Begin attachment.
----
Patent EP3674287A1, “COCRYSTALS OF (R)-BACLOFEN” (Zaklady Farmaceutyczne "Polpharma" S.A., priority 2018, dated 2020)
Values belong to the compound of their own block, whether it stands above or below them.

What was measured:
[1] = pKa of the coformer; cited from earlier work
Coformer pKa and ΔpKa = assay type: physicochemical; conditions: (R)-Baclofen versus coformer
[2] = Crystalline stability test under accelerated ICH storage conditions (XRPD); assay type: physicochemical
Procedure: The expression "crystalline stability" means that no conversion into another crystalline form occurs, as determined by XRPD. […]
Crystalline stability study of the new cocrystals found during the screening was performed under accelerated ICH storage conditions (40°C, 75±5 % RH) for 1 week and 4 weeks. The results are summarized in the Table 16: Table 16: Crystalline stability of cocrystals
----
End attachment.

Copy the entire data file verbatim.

Patent EP3674287A1, “COCRYSTALS OF (R)-BACLOFEN” (Zaklady Farmaceutyczne "Polpharma" S.A., priority 2018, dated 2020)
Values belong to the compound of their own block, whether it stands above or below them.

What was measured:
[1] = pKa of the coformer; cited from earlier work
Coformer pKa and ΔpKa = assay type: physicochemical; conditions: (R)-Baclofen versus coformer
[2] = Crystalline stability test under accelerated ICH storage conditions (XRPD); assay type: physicochemical
Procedure: The expression "crystalline stability" means that no conversion into another crystalline form occurs, as determined by XRPD. […]
Crystalline stability study of the new cocrystals found during the screening was performed under accelerated ICH storage conditions (40°C, 75±5 % RH) for 1 week and 4 weeks. The results are summarized in the Table 16: Table 16: Crystalline stability of cocrystals